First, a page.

Enjoyable yet spine-chilling at the same time.
Three voluminous sculptures reminiscent of landscape formations are brought to life in the form of flashing lights, animated movements, and pre-recorded sounds by introducing 20p coins in Jonathan Trayte’s current exhibition “SCHUSSBOOMER” at Castor Projects, London. This is the case with “Zillerplattenspitze”, whose caption directly references a mountain peak in Austria. Its natural construction clashes with its artificially coloured tones –including bright orange lights with almost an edible quality attached to them- and after a high-speed thrill, its shimmering energy gradually decreases until becoming, again, a static installation.
Enthusiastically devoted to the particular activity of inserting coins into these devices, I find myself looking at Trayte’s works with great enjoyment as they loudly shift around. Convincingly appealing due to their pleasing aesthetics, there is a slightly dark overtone in this performance, due to their repetitive rhythms composed of violent cooking actions, along with their considerable size and mechanical movements.
The exhibition’s starting point, and the source of its title, is an amusement ride that closed in 1984, located at Worlds of Fun, Missouri. This roller coaster was named after a person who skied directly down a slope at high speed, in other words, a schussboomer. The carefully chosen title seems adequate for Trayte’s installations, which resemble amusement park arcades, but it is the correspondence of the sound between the title of the show, “schussboomer” and the word “consumer” that fascinates me. In fact, Trayte’s culinary background opened up his interest in the material qualities of food, and in the food industry’s attempt to persuade us through marketing, which results in his own work referencing globally sourced food-packaging colour combinations along with a highly seductive overall appearance.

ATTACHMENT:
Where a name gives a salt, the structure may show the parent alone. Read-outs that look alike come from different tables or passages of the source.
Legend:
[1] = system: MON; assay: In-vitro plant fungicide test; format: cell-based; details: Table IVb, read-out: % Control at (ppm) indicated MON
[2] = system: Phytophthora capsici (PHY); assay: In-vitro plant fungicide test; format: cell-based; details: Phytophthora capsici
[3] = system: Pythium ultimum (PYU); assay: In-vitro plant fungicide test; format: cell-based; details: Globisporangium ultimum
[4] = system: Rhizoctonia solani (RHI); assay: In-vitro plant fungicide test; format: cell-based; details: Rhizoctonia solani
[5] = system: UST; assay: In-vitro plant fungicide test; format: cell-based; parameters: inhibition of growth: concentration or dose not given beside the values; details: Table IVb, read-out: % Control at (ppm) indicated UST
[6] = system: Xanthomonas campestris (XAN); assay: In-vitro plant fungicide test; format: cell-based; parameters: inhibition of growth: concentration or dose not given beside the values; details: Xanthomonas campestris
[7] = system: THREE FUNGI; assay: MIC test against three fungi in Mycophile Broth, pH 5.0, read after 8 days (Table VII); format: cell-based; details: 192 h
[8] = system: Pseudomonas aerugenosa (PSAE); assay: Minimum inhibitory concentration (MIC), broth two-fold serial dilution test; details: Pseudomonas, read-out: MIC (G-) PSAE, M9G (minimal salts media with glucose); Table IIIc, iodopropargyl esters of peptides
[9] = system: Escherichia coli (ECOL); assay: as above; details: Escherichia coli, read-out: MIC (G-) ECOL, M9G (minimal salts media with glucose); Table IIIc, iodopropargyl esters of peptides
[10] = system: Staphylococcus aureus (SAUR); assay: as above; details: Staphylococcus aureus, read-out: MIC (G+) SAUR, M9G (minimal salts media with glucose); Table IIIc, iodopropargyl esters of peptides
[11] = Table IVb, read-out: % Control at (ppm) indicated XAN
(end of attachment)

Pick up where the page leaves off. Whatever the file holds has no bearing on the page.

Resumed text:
Occupying the entire space, the pastel-pink wallpaper depicts a close-up of an Italian processed ham, Mortadella, where the cubes of pork fat layers are left visible. Moreover, bronze casts of onion rings are suspended from the ceiling, just as fair trophies. Indeed, this exhibition upholds a strong reference to consumer culture; in fact, it is the noises, the smells, and the tastes that characterise a funfair atmosphere; although it also marks a notable shift for Trayte, out of a habit of creating a reciprocal participatory body of work, in which the works are incomplete without the viewers physical interaction, creating a dynamic collaboration between the artist, the audience and their environment.
Words by VANESSA & MARTIN